LAGOS, Nigeria, 27 August 2000 (Newsroom) â€“ U.S. President Bill Clinton, during what may be his last official visit to Africaâ€™s most populous nation, urged Nigerians to learn to live together despite their religious differences.
“Is it possible for the Muslims and the Christians here to â€¦ find a common ground?” he asked members of the National Assembly on Saturday. “Can we find peace in Jerusalem between the Muslims, the Christians and the Jews? Can we find peace in the Balkans between the Muslims, the Orthodox Christians and the Catholic? Will we ever bring an end to the conflict between the Catholics and the Protestants in Northern Ireland? â€¦ I hope the answer would be, “Yes.â€™”
Thousands of Nigerians have died in ethnic and religious conflicts in the 15 months since democracy was restored to the former British colony. Much of the bloodshed has occurred in northern states where Muslim political leaders have pushed to fully implement Sharia â€“ Islamic law. Nigeriaâ€™s constitution permits Sharia only in domestic matters such as marriage and inheritance.
Nine northern governors have acted to insert Sharia into the penal code, however, introducing penalties such as amputation, public flogging and beheading. While those states have insisted that Christians would not be affected, Islamic prohibitions against liquor sales and insistence on separate public transportation for men and women have been applied to all residents, regardless of religion.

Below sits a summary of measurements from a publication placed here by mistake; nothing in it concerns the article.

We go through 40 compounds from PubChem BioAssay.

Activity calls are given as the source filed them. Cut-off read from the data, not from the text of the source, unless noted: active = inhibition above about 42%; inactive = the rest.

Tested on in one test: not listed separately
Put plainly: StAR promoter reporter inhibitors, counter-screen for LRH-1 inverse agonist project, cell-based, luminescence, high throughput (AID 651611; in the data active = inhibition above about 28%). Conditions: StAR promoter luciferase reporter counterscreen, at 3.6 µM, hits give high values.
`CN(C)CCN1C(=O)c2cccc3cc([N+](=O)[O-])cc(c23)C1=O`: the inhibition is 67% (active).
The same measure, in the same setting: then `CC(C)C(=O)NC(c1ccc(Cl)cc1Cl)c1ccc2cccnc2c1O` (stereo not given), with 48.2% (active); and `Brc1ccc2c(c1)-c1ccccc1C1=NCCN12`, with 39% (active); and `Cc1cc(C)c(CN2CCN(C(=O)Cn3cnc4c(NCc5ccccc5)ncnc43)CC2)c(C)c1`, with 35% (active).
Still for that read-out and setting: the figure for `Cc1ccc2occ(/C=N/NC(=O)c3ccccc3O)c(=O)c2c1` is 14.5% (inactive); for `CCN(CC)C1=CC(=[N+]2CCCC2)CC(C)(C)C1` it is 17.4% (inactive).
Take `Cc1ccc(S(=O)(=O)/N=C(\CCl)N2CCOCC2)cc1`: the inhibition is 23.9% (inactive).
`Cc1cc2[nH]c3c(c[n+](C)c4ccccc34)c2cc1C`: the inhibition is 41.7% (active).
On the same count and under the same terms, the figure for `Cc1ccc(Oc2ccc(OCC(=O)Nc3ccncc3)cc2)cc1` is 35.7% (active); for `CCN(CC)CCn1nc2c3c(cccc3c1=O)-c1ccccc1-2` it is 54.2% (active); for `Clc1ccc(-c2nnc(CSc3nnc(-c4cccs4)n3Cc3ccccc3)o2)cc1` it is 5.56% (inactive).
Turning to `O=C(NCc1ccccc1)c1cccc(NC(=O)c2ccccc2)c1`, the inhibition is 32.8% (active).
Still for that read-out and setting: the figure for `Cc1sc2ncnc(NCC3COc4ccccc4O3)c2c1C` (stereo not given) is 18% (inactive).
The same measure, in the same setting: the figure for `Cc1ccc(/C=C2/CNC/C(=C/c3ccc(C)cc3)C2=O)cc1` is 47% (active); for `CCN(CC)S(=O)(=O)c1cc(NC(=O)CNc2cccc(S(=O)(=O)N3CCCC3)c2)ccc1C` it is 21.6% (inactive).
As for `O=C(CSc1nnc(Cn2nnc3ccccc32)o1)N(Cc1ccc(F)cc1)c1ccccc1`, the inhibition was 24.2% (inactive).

Since religious riots in Kaduna killed hundreds of people and destroyed churches, mosques, shops and homes in February, thousands of Christians have fled Muslim-dominated states in the north. The country is about evenly divided been Christians and Muslims, with the north predominantly Muslim and the south dominated by Christians.
In Kano, Islamic militants on Saturday protested Clintonâ€™s visit and demanded that Sharia be implemented in every state where Muslims are in the majority. Many carried placards with Arabic and English inscriptions that also accused President Olusegun Obasanjo and Clinton of trying to prevent its implementation. Some burned the American flag and Clinton in effigy.
Clinton, meanwhile, reminded the National Assembly that Americaâ€™s strength lies in its diversity and urged Nigerians of every ethnicity and religion to learn to work together. Nigeria, he added, plays an important peace-keeping role on the continent. Without the West African nation, he asked, who will fill that role? “Nobody,” he answered to thunderous applause.
Nigeriaâ€™s religious and ethnic diversity should be a blessing, not a curse, he continued.
“It is a great opportunity if we can find unity in our common humanity,” he said, “if we can learn not only to tolerate our difference, but actually celebrate our difference, if we can believe that how we worship, how we speak, who our parents are, where they came from are terribly important.”
On Sunday, the Rev. Israel Akanji urged President Clinton to play the role of the Good Samaritan and help rebuild Nigeriaâ€™s struggling economy that is heavily indebted to the West. In a service at First Baptist church in the federal capital of Abuja, according to the Guardian newspaper, Akanji told Clinton, “What the people of Nigeria expect even from the people we owe is the disposition of the good Samaritan with the follow-up command: â€˜Go thou and do likewise.â€™”
Copyright Â© 2000 Newsroom.
Used with permission.